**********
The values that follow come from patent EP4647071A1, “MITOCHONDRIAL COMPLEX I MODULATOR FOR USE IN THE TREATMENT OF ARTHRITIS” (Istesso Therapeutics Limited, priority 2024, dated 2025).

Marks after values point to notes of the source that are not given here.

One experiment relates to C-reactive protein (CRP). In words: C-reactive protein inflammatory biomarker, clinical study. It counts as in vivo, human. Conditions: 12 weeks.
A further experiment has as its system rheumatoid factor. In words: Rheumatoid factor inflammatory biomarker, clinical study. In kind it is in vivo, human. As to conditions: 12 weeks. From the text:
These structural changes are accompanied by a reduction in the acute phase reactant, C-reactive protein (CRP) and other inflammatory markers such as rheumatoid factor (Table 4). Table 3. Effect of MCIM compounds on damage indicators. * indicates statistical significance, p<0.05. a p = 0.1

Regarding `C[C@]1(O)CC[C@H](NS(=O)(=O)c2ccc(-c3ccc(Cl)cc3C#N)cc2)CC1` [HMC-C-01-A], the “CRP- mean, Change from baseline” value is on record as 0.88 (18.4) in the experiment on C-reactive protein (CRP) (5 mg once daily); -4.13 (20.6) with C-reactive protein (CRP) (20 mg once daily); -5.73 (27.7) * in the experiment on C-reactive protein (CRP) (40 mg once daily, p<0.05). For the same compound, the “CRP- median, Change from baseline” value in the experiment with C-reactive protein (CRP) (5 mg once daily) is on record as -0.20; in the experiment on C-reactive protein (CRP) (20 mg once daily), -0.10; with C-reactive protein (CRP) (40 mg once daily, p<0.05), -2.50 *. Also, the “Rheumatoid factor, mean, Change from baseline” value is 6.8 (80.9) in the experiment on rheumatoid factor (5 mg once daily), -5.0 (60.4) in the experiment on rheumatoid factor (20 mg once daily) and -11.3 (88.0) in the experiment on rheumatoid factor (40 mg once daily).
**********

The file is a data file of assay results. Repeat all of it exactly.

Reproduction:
The values that follow come from patent EP4647071A1, “MITOCHONDRIAL COMPLEX I MODULATOR FOR USE IN THE TREATMENT OF ARTHRITIS” (Istesso Therapeutics Limited, priority 2024, dated 2025).

Marks after values point to notes of the source that are not given here.

One experiment relates to C-reactive protein (CRP). In words: C-reactive protein inflammatory biomarker, clinical study. It counts as in vivo, human. Conditions: 12 weeks.
A further experiment has as its system rheumatoid factor. In words: Rheumatoid factor inflammatory biomarker, clinical study. In kind it is in vivo, human. As to conditions: 12 weeks. From the text:
These structural changes are accompanied by a reduction in the acute phase reactant, C-reactive protein (CRP) and other inflammatory markers such as rheumatoid factor (Table 4). Table 3. Effect of MCIM compounds on damage indicators. * indicates statistical significance, p<0.05. a p = 0.1

Regarding `C[C@]1(O)CC[C@H](NS(=O)(=O)c2ccc(-c3ccc(Cl)cc3C#N)cc2)CC1` [HMC-C-01-A], the “CRP- mean, Change from baseline” value is on record as 0.88 (18.4) in the experiment on C-reactive protein (CRP) (5 mg once daily); -4.13 (20.6) with C-reactive protein (CRP) (20 mg once daily); -5.73 (27.7) * in the experiment on C-reactive protein (CRP) (40 mg once daily, p<0.05). For the same compound, the “CRP- median, Change from baseline” value in the experiment with C-reactive protein (CRP) (5 mg once daily) is on record as -0.20; in the experiment on C-reactive protein (CRP) (20 mg once daily), -0.10; with C-reactive protein (CRP) (40 mg once daily, p<0.05), -2.50 *. Also, the “Rheumatoid factor, mean, Change from baseline” value is 6.8 (80.9) in the experiment on rheumatoid factor (5 mg once daily), -5.0 (60.4) in the experiment on rheumatoid factor (20 mg once daily) and -11.3 (88.0) in the experiment on rheumatoid factor (40 mg once daily).